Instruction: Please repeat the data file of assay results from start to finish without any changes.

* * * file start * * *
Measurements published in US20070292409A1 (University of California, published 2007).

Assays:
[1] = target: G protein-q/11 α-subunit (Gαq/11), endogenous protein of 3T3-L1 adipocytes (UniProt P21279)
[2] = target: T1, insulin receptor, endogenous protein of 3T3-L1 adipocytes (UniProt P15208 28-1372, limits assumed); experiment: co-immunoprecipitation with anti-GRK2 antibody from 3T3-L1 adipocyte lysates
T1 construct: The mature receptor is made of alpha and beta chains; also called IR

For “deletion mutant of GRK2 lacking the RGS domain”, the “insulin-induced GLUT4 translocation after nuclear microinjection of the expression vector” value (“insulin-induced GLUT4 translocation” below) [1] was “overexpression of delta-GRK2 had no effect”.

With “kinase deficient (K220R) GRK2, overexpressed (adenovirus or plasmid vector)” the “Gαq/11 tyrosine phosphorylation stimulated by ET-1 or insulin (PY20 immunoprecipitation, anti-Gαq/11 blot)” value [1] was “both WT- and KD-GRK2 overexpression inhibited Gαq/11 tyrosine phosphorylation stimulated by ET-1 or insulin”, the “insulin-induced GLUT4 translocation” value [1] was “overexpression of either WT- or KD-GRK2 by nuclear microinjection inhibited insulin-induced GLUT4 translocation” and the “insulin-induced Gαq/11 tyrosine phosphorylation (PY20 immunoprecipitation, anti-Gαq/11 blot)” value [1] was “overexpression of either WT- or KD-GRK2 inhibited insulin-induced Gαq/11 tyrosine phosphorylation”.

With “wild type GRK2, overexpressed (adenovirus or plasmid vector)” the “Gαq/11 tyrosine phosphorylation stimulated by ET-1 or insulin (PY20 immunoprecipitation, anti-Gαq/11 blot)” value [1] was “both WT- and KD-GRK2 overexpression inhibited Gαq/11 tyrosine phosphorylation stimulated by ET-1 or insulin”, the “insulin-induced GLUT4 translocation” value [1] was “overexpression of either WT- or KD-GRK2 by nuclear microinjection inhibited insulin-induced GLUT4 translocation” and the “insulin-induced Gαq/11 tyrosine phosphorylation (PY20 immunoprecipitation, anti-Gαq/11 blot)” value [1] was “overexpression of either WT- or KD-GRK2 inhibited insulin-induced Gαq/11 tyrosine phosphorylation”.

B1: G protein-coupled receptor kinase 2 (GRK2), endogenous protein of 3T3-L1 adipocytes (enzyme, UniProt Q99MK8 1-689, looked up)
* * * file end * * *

Measurements published in US20070292409A1 (University of California, published 2007).

Assays:
[1] = target: G protein-q/11 α-subunit (Gαq/11), endogenous protein of 3T3-L1 adipocytes (UniProt P21279)
[2] = target: T1, insulin receptor, endogenous protein of 3T3-L1 adipocytes (UniProt P15208 28-1372, limits assumed); experiment: co-immunoprecipitation with anti-GRK2 antibody from 3T3-L1 adipocyte lysates
T1 construct: The mature receptor is made of alpha and beta chains; also called IR

For “deletion mutant of GRK2 lacking the RGS domain”, the “insulin-induced GLUT4 translocation after nuclear microinjection of the expression vector” value (“insulin-induced GLUT4 translocation” below) [1] was “overexpression of delta-GRK2 had no effect”.

With “kinase deficient (K220R) GRK2, overexpressed (adenovirus or plasmid vector)” the “Gαq/11 tyrosine phosphorylation stimulated by ET-1 or insulin (PY20 immunoprecipitation, anti-Gαq/11 blot)” value [1] was “both WT- and KD-GRK2 overexpression inhibited Gαq/11 tyrosine phosphorylation stimulated by ET-1 or insulin”, the “insulin-induced GLUT4 translocation” value [1] was “overexpression of either WT- or KD-GRK2 by nuclear microinjection inhibited insulin-induced GLUT4 translocation” and the “insulin-induced Gαq/11 tyrosine phosphorylation (PY20 immunoprecipitation, anti-Gαq/11 blot)” value [1] was “overexpression of either WT- or KD-GRK2 inhibited insulin-induced Gαq/11 tyrosine phosphorylation”.

With “wild type GRK2, overexpressed (adenovirus or plasmid vector)” the “Gαq/11 tyrosine phosphorylation stimulated by ET-1 or insulin (PY20 immunoprecipitation, anti-Gαq/11 blot)” value [1] was “both WT- and KD-GRK2 overexpression inhibited Gαq/11 tyrosine phosphorylation stimulated by ET-1 or insulin”, the “insulin-induced GLUT4 translocation” value [1] was “overexpression of either WT- or KD-GRK2 by nuclear microinjection inhibited insulin-induced GLUT4 translocation” and the “insulin-induced Gαq/11 tyrosine phosphorylation (PY20 immunoprecipitation, anti-Gαq/11 blot)” value [1] was “overexpression of either WT- or KD-GRK2 inhibited insulin-induced Gαq/11 tyrosine phosphorylation”.

B1: G protein-coupled receptor kinase 2 (GRK2), endogenous protein of 3T3-L1 adipocytes (enzyme, UniProt Q99MK8 1-689, looked up)